With 43 days until the Games, the Government still has £476m left of its Olympic contingency fund, and ministers are "increasingly certain" they will deliver the event for significantly less than the £9.3bn agreed in 2007.
One cost that has risen, however, is an extra £19m to be spent on stewarding, barriers and temporary pedestrian bridges around Hyde Park and Greenwich Park.
The Sports minister, Hugh Robertson, said that the size of the crowds that have massed around the Olympic torch, and particularly the Diamond Jubilee celebrations, at which more than a million people were undeterred by the terrible weather, had caused Olympic officials to increase the amount of stewarding they needed.
"You have to consider that London is going to be a single sporting and cultural attraction, and it is going to be the place to come and have a summer party," he said yesterday,
Around £76m will now be spent on managing crowds, significantly up on the £50m that had originally been put aside. Whatever remains from the £476m at the end of the Paralympic closing ceremony will be returned to the treasury by the Department of Culture, Media and Sport, and not retained to be spent on sport as some had hoped.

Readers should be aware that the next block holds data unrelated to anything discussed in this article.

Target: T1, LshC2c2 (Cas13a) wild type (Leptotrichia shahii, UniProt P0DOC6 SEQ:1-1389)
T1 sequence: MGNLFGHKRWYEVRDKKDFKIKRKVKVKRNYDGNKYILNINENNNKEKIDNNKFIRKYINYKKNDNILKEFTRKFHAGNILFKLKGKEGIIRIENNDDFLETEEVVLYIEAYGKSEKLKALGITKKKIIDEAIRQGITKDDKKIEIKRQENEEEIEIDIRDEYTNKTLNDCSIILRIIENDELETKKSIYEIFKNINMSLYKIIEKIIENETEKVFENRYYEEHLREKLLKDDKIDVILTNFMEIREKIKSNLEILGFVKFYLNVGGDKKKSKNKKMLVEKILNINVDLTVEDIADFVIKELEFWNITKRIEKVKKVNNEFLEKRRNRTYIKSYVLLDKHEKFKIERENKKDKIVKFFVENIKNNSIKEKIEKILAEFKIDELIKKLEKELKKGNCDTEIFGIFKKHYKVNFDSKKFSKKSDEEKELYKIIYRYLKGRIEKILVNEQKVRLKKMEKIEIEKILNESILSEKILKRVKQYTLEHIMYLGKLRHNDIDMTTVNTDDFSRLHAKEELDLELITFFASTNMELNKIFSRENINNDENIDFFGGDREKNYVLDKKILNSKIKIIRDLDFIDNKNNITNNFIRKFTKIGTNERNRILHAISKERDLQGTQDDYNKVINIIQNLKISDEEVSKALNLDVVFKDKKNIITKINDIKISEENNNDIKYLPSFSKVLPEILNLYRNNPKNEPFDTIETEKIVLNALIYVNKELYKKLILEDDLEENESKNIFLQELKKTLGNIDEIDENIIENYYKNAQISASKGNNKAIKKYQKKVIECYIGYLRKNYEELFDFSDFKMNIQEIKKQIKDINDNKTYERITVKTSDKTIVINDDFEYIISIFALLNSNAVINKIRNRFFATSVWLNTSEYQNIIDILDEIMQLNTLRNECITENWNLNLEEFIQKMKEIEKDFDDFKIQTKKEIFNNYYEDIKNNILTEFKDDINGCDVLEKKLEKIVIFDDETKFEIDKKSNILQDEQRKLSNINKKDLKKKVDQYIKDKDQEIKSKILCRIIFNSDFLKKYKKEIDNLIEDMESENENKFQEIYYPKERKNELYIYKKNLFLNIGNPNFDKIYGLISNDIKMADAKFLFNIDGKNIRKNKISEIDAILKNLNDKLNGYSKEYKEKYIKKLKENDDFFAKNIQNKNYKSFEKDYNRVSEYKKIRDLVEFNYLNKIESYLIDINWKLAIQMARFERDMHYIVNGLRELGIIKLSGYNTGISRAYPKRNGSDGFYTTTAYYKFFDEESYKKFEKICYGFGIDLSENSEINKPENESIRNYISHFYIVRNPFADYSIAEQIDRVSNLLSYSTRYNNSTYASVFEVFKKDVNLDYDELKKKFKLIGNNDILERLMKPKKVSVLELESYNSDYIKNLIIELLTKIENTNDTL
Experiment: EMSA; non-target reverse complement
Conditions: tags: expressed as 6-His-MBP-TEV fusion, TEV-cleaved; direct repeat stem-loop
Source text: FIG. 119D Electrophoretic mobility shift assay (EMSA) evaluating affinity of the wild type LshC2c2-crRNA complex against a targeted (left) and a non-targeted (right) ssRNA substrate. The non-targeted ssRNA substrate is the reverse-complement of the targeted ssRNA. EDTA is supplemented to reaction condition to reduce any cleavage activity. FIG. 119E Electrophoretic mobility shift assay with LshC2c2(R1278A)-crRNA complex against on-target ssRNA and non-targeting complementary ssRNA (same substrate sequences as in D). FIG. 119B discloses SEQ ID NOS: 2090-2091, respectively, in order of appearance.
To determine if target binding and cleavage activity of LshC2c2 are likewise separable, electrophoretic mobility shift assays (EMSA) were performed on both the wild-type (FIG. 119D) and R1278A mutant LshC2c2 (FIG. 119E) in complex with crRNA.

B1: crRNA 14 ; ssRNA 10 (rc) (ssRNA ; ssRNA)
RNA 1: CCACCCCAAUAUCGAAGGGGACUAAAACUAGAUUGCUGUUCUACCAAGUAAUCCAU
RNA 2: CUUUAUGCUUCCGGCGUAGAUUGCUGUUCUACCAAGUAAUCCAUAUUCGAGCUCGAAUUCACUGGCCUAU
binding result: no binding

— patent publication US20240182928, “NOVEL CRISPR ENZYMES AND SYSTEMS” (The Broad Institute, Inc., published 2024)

The quarterly report, published yesterday, revealed that a total of £183m of public money has now been passed to Lord Coe's Locog, the committee responsible for organising the games, which is technically a private company and cannot be subject to Freedom of Information requests.
The approximate £9bn cost to the public is considerably more than the £2.4bn promised in the 2005 bid. But that figure, Mr Robertson said, "didn't include security, contingency, VAT or regeneration costs".